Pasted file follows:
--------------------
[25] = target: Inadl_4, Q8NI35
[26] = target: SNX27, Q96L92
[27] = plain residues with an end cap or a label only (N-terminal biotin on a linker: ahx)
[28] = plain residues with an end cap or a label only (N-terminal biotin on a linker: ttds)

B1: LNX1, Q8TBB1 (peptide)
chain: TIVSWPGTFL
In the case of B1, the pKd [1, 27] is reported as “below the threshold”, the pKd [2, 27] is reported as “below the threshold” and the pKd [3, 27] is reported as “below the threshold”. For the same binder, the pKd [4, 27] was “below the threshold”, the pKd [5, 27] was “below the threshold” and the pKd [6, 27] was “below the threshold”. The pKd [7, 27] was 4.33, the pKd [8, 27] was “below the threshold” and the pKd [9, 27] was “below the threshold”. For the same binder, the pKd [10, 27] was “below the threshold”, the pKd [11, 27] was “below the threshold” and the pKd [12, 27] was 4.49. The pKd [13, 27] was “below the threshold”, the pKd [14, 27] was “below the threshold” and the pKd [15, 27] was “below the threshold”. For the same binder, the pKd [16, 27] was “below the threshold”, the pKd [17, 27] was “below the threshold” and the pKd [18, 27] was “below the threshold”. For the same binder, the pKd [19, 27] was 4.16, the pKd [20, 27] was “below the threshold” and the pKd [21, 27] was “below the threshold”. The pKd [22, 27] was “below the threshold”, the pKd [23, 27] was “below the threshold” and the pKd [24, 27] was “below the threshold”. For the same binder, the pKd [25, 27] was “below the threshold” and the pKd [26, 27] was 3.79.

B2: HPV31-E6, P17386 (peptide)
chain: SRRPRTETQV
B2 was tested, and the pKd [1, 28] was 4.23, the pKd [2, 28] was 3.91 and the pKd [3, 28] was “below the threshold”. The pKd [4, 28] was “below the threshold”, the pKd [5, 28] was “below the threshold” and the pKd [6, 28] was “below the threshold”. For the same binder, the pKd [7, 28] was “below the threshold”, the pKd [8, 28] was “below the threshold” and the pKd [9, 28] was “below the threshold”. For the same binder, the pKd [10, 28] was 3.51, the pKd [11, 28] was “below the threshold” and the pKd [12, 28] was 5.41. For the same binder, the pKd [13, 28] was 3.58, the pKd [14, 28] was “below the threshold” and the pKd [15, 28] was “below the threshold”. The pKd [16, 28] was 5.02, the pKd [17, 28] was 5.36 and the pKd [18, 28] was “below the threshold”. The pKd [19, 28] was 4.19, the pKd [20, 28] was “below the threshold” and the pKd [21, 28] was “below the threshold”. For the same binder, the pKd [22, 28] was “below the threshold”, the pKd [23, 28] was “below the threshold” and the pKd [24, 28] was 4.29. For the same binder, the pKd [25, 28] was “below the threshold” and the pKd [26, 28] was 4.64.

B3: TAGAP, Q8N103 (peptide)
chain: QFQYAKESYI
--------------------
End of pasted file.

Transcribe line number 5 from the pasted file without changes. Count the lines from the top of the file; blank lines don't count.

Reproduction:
B1: LNX1, Q8TBB1 (peptide)